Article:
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How do I pick the right DMT for my relapsing MS?

Sarah Rees

Our Research Network member Sarah Rees spoke to Dr Ana Manzano and Professor Helen Ford. They discussed designing an online disease modifying therapy (DMT) decision aid to support people with relapsing MS. 

Today, many of us with relapsing MS feel overwhelmed by the options for disease modifying treatments (DMTs). A number of new treatments have become available on the NHS in recent years. And clinical neurologists like Professor Helen Ford recognise how challenging choosing a treatment can be. It’s difficult for people to weigh up the risks and benefits and know which DMT is ‘best’ for them. Helen was one of the consultant clinicians on a project to tackle this.

Starting, switching, or stopping?

The project was funded by the MS Society and led by Dr Ana Manzano at the University of Leeds. Their online tool helps people with relapsing MS make decisions about starting, switching or stopping DMTs throughout their MS journey.

Photo of Dr Ana Manzano
There’s certainly no shortage of information on DMTs, but sometimes that doesn’t help. People with MS told us it’s overwhelming, especially when newly diagnosed.
Dr Ana Manzano

The tool explains the advantages and disadvantages of the treatment options in a simple and neutral way. It also asks a series of questions to help decide which advantages and disadvantages are most important to each individual.

Lifestyle matters

The team spoke to people with MS and carried out a survey through the UK MS Register to help design the tool. The decision aid isn’t prescriptive and doesn’t tell you which DMT you should take. Instead, it’s uniquely designed to help you choose which one you think will suit you best.

“It’s not just a case of choosing the most effective treatment. I was surprised how important lifestyle was, ‘will I remember to take a pill? Can I have a day off work to attend my infusion appointment?’” Ana explains. “Clinicians tend to focus on the risk of side effects, while people with MS may worry about the practicalities of a treatment. A headache from a tablet might stop them getting their children ready for school in the morning. Lots of people asked, ‘will this impact my fertility?’ So there’s a section on DMTs, conception and pregnancy too.”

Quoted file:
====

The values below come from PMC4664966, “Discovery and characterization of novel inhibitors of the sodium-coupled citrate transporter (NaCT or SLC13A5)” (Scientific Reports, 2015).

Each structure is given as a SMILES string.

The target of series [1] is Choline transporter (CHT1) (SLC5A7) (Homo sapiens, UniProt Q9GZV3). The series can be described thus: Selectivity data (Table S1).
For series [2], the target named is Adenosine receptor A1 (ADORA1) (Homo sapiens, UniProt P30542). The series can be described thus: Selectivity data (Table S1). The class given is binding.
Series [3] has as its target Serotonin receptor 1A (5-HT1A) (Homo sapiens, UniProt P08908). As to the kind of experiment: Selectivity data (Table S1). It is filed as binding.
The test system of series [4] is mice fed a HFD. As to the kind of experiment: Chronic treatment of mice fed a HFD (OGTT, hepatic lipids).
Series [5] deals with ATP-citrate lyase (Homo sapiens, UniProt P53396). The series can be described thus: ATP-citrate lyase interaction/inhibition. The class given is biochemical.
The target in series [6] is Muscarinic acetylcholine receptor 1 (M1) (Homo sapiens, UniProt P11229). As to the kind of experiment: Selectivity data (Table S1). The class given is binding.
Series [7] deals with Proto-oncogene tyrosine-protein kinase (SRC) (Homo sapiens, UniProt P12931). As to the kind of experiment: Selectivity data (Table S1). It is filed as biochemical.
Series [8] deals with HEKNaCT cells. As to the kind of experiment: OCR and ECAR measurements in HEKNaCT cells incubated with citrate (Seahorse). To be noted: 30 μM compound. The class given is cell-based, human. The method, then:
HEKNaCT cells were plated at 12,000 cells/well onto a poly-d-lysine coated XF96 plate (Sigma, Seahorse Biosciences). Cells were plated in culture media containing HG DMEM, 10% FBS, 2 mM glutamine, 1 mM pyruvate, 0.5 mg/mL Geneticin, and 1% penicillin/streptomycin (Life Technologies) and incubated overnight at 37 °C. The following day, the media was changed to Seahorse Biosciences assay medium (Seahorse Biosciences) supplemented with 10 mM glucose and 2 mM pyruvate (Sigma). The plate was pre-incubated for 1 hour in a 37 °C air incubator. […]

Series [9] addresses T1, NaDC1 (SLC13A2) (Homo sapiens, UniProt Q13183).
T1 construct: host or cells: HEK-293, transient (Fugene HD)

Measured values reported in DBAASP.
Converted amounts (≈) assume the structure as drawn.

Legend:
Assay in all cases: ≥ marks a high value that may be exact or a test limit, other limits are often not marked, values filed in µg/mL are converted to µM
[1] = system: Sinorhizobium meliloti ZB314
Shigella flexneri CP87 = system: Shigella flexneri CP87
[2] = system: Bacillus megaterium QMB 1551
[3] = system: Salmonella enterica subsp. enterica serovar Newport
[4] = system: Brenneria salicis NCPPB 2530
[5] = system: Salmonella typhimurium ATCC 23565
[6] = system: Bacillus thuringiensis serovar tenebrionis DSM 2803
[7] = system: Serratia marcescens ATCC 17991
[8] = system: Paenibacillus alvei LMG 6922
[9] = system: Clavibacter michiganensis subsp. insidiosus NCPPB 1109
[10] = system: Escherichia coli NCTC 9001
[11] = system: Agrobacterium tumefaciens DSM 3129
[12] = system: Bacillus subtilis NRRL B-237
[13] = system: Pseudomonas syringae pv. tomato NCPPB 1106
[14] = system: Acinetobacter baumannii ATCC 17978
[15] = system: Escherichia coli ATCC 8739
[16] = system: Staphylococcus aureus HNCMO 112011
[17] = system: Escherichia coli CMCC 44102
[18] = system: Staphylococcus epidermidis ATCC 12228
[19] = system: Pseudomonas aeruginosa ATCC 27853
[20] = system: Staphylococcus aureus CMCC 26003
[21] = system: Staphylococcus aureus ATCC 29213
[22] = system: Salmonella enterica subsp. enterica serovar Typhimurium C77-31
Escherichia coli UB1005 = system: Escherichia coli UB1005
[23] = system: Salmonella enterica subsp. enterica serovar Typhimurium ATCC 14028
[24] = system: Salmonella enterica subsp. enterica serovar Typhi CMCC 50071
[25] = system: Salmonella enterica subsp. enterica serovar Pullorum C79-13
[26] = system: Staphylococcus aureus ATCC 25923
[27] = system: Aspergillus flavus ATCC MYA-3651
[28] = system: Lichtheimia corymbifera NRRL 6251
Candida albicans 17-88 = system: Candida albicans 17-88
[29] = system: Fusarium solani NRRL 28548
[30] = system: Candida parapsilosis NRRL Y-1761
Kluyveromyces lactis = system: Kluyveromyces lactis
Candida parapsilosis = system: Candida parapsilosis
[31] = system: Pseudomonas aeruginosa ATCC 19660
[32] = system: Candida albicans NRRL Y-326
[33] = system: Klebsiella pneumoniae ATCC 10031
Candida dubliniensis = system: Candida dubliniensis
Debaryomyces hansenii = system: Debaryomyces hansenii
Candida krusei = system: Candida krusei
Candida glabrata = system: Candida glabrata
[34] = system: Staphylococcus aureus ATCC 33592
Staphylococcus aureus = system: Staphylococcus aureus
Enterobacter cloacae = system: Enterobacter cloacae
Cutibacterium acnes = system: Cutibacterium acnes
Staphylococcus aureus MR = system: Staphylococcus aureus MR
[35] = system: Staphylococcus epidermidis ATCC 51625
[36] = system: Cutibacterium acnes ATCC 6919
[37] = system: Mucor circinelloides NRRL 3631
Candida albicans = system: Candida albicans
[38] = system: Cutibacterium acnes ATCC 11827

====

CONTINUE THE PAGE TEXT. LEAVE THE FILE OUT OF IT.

Everyone with MS is different

The research also highlights that people with MS are a broad demographic. “We met people from different educational backgrounds or income levels, people living in difficult home circumstances or dealing with other issues, alongside having relapsing MS,” says Helen. “We need to be inclusive with the decision aid. People have other things going on in their lives so it needs to serve everyone.”

Helen noted how useful the tool would be to her work in the clinic with patients.

Professor Helen Ford
I always encourage patients to go away and reflect on the DMT options before making a decision. This tool would be a great way for them to do that in their own environment, or we could do it together during the appointment. I will definitely be mentioning it from now on!
Professor Helen Ford

Working together to enhance medical research

Ana and Helen both agreed the project had been fascinating. And they learnt a lot about what’s important to people with MS when choosing a DMT. They also welcomed working alongside people with different expertise on the project. Ana says: “I come from a public policy background. But working alongside neurologists and scientists as well as people with MS made this project so much more thorough. That’s how medical research should be.”

For now the tool is focused on relapsing MS due to the amount of DMT options available. It will be updated when new treatments are licensed. Hopefully something similar will be designed for people with progressive MS as more treatments become available.